CP Absolutely and look child support of course is an entitlement that’s run through the Child Support Agency and they do a fabulous job but it’s a government organisation that does take some time to get the wheels rolling and make sure that they’re doing the right thing but time is of the essence.
CS The other thing that couples would probably face is the fact that there moight be the odd investment or asset that could be sitting in another state etc and the decision then has to be made is that all dissolved and whatever’s left is it divided up.
CS How’s it divided up? Does an asset and maybe a debt on that asset, does that go with a particular side of the marriage
CS The husband or the wife and should they accept that because at the end of the day sometimes you know divorces aren’t timed quite well with the property market and all of a sudden you’re dissolving the assets that could be worth a lot more in three years time.
CP Well that’s right and that’s again…
CS So my question is should you be not only talking to your lawyer about this stuff but talking and liaising with a financial adviser as well.
CP Absolutely and one of the bid things that we deal with a lot is, say you have an investment property, it may be worth half a million dollars but you might have bought it ten years ago for $250,000. Taking that asset is also taking the capital gains tax complications that attach to that property so there is a lot of complication around working it out.
CS It might be in your best interest to pass that asset onto a partner who can make more money and afford to pay it off.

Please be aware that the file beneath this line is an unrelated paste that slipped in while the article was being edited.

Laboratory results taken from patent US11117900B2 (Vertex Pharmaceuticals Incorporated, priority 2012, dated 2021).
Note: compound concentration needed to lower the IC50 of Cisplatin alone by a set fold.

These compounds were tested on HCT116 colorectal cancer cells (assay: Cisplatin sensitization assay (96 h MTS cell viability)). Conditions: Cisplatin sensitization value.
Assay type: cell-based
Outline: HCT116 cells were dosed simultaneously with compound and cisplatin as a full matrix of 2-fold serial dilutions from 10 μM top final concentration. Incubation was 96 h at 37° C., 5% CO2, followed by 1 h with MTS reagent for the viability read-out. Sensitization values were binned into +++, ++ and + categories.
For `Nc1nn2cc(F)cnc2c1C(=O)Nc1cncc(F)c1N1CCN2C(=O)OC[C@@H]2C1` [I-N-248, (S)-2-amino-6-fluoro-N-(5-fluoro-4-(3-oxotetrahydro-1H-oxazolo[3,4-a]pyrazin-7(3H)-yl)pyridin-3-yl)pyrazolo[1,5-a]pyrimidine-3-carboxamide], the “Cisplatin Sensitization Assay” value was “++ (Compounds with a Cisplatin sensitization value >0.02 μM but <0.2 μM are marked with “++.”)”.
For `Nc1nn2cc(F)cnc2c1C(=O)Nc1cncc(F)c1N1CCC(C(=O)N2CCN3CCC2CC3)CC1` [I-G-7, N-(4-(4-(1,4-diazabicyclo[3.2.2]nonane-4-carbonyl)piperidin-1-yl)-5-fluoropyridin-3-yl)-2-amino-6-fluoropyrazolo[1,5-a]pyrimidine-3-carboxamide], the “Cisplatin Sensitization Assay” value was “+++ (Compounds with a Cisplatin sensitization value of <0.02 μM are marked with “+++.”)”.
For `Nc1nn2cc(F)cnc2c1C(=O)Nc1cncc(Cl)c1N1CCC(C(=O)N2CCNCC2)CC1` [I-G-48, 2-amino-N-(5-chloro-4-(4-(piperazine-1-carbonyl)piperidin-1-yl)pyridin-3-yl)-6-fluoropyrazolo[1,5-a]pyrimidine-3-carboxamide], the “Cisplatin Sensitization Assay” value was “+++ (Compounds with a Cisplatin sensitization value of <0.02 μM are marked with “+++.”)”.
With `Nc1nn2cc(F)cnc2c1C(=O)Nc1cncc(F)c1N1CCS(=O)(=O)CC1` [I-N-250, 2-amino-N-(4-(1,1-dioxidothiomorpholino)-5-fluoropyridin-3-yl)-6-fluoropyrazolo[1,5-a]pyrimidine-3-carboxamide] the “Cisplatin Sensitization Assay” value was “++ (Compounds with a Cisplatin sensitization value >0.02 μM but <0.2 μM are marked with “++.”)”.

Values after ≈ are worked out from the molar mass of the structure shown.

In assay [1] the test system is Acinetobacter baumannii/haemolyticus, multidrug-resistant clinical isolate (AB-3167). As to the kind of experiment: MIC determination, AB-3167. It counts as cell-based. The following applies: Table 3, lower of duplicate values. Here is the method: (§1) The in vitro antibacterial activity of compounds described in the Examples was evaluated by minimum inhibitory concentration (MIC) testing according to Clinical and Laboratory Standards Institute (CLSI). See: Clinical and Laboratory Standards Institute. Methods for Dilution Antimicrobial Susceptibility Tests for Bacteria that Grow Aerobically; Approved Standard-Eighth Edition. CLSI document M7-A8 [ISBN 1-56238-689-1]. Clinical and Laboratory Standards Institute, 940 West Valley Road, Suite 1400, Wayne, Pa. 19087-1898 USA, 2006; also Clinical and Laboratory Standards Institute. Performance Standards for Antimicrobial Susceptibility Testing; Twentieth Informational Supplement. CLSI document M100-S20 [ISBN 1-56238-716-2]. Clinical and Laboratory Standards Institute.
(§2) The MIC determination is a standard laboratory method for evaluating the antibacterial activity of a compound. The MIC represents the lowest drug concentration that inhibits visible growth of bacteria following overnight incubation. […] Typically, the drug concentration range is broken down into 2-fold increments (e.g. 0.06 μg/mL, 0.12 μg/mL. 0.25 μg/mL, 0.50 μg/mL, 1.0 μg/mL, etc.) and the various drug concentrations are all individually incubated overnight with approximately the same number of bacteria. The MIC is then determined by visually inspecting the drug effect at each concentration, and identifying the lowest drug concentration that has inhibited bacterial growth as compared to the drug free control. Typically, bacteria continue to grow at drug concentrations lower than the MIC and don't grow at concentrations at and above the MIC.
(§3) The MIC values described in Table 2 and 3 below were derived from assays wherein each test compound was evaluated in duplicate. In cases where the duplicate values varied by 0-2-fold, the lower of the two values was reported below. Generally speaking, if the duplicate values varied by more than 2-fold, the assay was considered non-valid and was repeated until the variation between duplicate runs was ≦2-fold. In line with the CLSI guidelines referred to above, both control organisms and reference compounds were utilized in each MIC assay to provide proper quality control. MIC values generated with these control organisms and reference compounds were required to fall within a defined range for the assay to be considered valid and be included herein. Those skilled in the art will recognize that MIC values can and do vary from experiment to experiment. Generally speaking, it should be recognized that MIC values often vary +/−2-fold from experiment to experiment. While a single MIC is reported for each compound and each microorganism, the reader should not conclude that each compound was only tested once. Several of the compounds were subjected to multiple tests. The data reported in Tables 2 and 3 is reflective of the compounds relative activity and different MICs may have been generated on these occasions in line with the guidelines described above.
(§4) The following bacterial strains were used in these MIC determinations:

CP That’s right.
CS Rather than saying, oh I want my share, thank you.
CS Alright. Tim go right ahead.
Caller No: 1 Tim
Tim Yeah, hi, I just had a question regarding sort of when is a reasonable time or expectation for someone to be excepted to for them to go and have a job, like in my situation, separation I work fulltime, I have kids exactly 50% of the time, my ex partner works two short days, very, very short days a week, the kids are all in school, so when’s the expectation that they really need to go and start working fulltime as well.
CP Um… Tim there’s nothing in the law that says that your ex partner has to start working at any level, at any time. I assume that what you’re saying is that one of the big things about child support is that her income is one of the factors that gets taken into account when determining how much you have to pay.
Tim That’s right, I mean and it’s sort of.. .this is not a….I mean we’ve got an amicable, kind of when it comes to an agreement or that sort of stuff but sort of over time things go on, I’d of course want to provide for my kids but I shouldn’t necessarily need to maintain a life style for her over a time as well you know what I mean.
CP Yeah, I do and I think that’s one of the really difficult areas. There’s no legislation about it, there’s nothing that says that any time she has to start working.
Tim Very strange….you know….
CS Are you suggesting Tim, as I’m sensing that you don’t think that’s fair.
Tim No, not at all. I mean I think if umm…you know like I said we have an amicable kind of relationship so forth but if I work fulltime I have the kids exactly half the time so why isn’t there an expectation you know when her kids are at school or whatever that they have don’t have to work either. I mean that to me seems ….
CS It doesn’t seem quite fair.